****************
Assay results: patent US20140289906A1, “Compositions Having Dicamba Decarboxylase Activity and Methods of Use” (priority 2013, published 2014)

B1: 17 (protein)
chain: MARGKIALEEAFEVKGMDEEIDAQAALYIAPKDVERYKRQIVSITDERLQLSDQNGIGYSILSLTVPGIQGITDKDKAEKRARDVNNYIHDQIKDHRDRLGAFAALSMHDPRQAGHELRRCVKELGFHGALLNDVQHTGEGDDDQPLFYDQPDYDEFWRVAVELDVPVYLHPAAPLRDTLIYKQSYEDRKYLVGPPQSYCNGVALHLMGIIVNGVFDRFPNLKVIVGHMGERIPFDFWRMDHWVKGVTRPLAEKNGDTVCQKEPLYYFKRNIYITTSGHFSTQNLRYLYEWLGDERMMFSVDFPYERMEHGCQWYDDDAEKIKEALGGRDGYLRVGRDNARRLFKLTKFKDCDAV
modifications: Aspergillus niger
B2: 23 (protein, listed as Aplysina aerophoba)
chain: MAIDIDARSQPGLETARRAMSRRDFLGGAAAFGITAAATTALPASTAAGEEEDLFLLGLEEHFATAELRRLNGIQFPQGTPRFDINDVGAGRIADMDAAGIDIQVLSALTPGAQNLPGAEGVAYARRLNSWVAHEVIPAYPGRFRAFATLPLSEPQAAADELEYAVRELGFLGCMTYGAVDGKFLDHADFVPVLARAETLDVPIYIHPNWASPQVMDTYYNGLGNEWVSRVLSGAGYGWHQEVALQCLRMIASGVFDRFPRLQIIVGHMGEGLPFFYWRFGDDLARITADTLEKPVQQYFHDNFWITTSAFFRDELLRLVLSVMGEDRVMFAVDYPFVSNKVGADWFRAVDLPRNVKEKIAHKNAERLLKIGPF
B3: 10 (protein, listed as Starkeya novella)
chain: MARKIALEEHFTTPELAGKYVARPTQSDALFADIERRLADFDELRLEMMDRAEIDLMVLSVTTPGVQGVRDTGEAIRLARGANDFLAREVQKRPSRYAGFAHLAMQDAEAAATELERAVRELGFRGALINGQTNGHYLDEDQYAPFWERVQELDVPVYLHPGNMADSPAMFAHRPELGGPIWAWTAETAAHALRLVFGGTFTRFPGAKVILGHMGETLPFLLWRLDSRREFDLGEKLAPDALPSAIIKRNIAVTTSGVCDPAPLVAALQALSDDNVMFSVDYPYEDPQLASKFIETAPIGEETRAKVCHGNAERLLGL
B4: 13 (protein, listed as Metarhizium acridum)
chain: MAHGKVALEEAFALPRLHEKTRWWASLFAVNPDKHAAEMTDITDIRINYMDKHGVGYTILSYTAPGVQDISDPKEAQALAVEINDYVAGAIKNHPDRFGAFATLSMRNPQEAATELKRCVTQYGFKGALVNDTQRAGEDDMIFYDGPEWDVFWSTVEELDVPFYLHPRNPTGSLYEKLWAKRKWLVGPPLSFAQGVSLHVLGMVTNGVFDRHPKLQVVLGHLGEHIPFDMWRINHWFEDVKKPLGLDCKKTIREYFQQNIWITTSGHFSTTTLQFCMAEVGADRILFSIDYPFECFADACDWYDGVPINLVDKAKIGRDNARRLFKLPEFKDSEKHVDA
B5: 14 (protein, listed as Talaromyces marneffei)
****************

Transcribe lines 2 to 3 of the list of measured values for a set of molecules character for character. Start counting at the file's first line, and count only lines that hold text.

B1: 17 (protein)
chain: MARGKIALEEAFEVKGMDEEIDAQAALYIAPKDVERYKRQIVSITDERLQLSDQNGIGYSILSLTVPGIQGITDKDKAEKRARDVNNYIHDQIKDHRDRLGAFAALSMHDPRQAGHELRRCVKELGFHGALLNDVQHTGEGDDDQPLFYDQPDYDEFWRVAVELDVPVYLHPAAPLRDTLIYKQSYEDRKYLVGPPQSYCNGVALHLMGIIVNGVFDRFPNLKVIVGHMGERIPFDFWRMDHWVKGVTRPLAEKNGDTVCQKEPLYYFKRNIYITTSGHFSTQNLRYLYEWLGDERMMFSVDFPYERMEHGCQWYDDDAEKIKEALGGRDGYLRVGRDNARRLFKLTKFKDCDAV